Soon to be 5-year-old Noble Williams of Rock Hill is allergic to milk products, eggs, peanuts and tree nuts.
His allergies affect his 10-year-old brother, Norris, and his parents, Norris and Serena.
To ensure Noble feels included, the Williamses eat the same food as the youngest family member. It is a rare occasion for Serena to make “mom’s mac and cheese,” a favorite of 10-year-old Norris.
“We have gotten rid of all the allergens, our home has become a safe zone,” Serena said.
“We want what’s best for Noble, but we are eating a healthier option,” said the senior Norris.
But it’s not merely the Williamses who are affected. The students at Old Pointe Elementary School – where Norris is a fifth-grader in Jennifer Miller’s class – are affected, as are the students at Dutchman Creek Middle School where the senior Norris is principal.
Also affected are those who work at the Rock Hill school district administrative offices where Serena is the coordinator of community services.
At the restaurants where the Williamses eat, every server and chef gets a “food allergy alert card,” informing them of Noble’s allergies and the warning to make sure Noble’s food “does not contain any of the ingredients (on the card) and that any utensils and equipment used to prepare (his) meal, as well as prep surfaces, are fully cleaned immediately before using.”
And now, thanks to Gov. Nikki Haley, the call for food allergy awareness is statewide. Haley, at the request of Noble and his family, issued a proclamation this week in support of Food Allergy Awareness Week.
The proclamation notes there is “no cure for food allergy” and the only way to prevent a reaction is “strict avoidance of offending foods.”
The proclamation also states “educating restaurants, schools, and the general public about the serious and potentially life-threatening nature of food allergies can reduce the chance of severe reaction and loss of life.”
The number of affected people is so large because even the smell of allergy agents, such as peanuts, or even second-hand contact, such as kissing or shaking hands with someone else who has eaten a peanut product, can produce an allergic reaction.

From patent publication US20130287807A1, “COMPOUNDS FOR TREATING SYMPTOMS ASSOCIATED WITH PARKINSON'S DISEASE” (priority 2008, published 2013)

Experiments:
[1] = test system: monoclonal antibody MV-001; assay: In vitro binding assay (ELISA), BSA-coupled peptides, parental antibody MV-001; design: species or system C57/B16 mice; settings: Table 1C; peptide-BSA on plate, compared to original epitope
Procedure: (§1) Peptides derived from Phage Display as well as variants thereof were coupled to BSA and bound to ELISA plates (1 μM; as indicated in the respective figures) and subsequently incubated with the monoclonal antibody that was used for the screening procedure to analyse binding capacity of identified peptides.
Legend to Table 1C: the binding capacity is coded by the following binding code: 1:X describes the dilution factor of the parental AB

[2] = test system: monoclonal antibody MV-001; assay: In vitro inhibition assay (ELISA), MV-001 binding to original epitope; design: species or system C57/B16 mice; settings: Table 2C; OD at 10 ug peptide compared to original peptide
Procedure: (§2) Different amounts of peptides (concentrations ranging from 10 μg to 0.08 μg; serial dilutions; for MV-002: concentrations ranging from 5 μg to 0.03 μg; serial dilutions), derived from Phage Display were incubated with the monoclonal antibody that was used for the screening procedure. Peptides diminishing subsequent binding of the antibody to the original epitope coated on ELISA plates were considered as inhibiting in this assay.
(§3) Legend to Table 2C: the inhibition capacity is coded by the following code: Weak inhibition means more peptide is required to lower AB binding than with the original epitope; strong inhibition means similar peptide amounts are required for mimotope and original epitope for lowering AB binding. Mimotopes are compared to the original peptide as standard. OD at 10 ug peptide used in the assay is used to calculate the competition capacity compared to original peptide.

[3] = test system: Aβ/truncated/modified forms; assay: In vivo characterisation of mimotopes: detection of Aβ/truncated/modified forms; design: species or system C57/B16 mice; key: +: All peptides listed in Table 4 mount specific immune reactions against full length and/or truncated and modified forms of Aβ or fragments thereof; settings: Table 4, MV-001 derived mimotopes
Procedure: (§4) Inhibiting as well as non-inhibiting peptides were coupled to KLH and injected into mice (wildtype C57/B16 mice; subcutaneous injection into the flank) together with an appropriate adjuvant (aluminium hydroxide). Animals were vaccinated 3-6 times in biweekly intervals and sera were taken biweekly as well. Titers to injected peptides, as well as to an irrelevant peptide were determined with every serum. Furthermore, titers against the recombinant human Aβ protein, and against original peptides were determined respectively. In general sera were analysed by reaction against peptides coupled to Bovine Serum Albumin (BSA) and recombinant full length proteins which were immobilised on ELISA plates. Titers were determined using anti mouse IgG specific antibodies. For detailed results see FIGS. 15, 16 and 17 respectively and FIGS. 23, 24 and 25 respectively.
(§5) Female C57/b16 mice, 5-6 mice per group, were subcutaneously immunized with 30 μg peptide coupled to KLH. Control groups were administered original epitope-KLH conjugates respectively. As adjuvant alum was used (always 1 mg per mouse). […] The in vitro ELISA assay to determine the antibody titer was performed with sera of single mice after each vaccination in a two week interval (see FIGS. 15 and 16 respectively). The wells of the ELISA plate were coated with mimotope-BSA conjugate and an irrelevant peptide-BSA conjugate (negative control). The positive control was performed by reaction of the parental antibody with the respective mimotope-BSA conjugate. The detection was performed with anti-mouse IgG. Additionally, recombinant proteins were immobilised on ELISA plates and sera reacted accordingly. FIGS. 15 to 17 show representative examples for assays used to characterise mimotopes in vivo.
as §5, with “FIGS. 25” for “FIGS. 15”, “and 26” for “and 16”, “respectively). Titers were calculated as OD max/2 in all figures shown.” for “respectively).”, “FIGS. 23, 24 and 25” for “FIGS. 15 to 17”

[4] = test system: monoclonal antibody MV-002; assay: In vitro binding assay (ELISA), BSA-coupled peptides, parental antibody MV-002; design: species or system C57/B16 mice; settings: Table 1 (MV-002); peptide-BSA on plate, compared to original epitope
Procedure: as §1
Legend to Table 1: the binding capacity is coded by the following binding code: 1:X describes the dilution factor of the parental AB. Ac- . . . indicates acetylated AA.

The proclamation is a sign that the state government thinks food allergies are important and hopefully an introduction to “some difficult conversation in Rock Hill,” Serena Williams said.
The conversation started Thursday at Old Pointe Elementary at the suggestion of Norris. He wanted his classmates to know why it is so important to learn about the dangers of food allergies.
Mom, dad, and Noble joined Norris for Thursday’s presentation.
Serena Williams stressed the importance of washing hands instead of using a hand sanitizer. Washing is the only way to remove the proteins that can spread foot allergies, she said.
She also told the students that while they are taught the importance of sharing, it’s not OK to share food, especially with some who has food allergies.
Like any good show-and-tell event at school, the Williamses came with handouts – a food allergy fact sheet, but more importantly cupcakes and fruit kabobs for all of Norris’ classmates.
The cupcakes contained no dairy product, no eggs, no peanuts or tree nuts. Serena made the cupcakes from a special Duncan Hines white cake mix that is milk free. The flavoring was strawberry jello and the egg was replaced with a Ener-G, a powder that is gluten-free, wheat-free, dairy free and soy free.
Those who tried the cupcakes Thursday reported they were very sweet.
Noble and Norris also handed out fruit kabobs. Serena Williams said they handed out individual kabobs rather than place the fruit bowls to reduce the chance of the fruit being contaminated by an allergen.
When asked if he wanted to stay anything Thursday, the young Noble said “no.” Serena Williams added that while he can be a child of few words, he had told her earlier they needed to do something “because people with food allergies need help.”
Don Worthington • 803-329-4066